Open Campus student diagnosed with MRSA

By Curt Yeomans


A student at Clayton County's open campus high school has become the latest Georgia student, and the first pupil in the county, to contract Methicillin-resistant Staphylococcus aureus (MRSA).

The school is located at the Eula Wilborn Ponds Perry Learning Center, 137 Spring St., Jonesboro.

Interim Superintendent Gloria Duncan announced the student's condition during her remarks at the beginning of the Board of Education meeting on Monday night.

School system officials were notified of the diagnoses on the night of Friday, Nov. 2, a spokesman for the school system said.

"Upon notification, we initiated our response plan," Duncan told board members and the audience. "We are committed to keeping our schools safe and healthy for our students."

Charles White, a spokesman for the county's school system, said no further information about the student was made available to him.

The diagnoses came a week after the school system sent out MRSA-related information, including an explanation of the infection, and ways to prevent it from being spread.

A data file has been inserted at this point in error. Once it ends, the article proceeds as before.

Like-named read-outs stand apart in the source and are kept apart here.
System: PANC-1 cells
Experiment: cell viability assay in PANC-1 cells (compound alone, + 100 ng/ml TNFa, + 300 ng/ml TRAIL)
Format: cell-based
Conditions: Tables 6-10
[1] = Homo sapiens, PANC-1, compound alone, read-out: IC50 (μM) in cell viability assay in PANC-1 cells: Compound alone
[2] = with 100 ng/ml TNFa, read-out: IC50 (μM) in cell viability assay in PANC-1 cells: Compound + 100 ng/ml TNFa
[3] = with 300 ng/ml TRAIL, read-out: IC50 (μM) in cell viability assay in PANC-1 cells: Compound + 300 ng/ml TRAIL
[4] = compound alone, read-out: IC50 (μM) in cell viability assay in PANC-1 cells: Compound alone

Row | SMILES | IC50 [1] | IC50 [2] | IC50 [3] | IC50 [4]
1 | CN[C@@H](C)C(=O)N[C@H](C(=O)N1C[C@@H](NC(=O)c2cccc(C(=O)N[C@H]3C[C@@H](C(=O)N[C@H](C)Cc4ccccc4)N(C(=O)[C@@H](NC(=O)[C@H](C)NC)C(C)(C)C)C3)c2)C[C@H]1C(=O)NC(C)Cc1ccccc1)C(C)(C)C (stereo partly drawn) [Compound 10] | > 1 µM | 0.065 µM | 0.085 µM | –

MRSA is drug-resistant form of a staph infection, which is spread through contact with people who already have it, or by touching something those infected have already touched.

White said the Perry Center was scrubbed down with cleaners, including the disinfectant, Virex II, by Monday morning. The school system also went through its prepared cleaning methods designed to reduce the chances of a students catching a virus or infection.

These methods include spraying Virex II in all classrooms, bathrooms and locker rooms every day, using a fogger in the locker room at least once a week, wiping tables in the cafeteria with ammonia-bleach water, and cleaning eating and cook utensils with both a detergent and a sanitizing chemical.

Since MRSA is transmitted through physical contact, students, faculty, staff and administrators are being asked to frequently wash their hands with soap.

"As a precaution, we decided to sanitize not only the rooms this student may have been in, but also just about every other area in the Perry Center," White said.

The open campus is a place where students who have, either dropped out of school in the past, or have gotten behind in their classes, can come to finish working on their high school diploma.

Other programs at the Perry Center cover culinary arts, emergency medical technician instruction, air conditioning technician's assistant courses, dental assisting classes, and infant and toddler child care specialist courses.

The Perry Center is across the street from Lee Street Elementary School.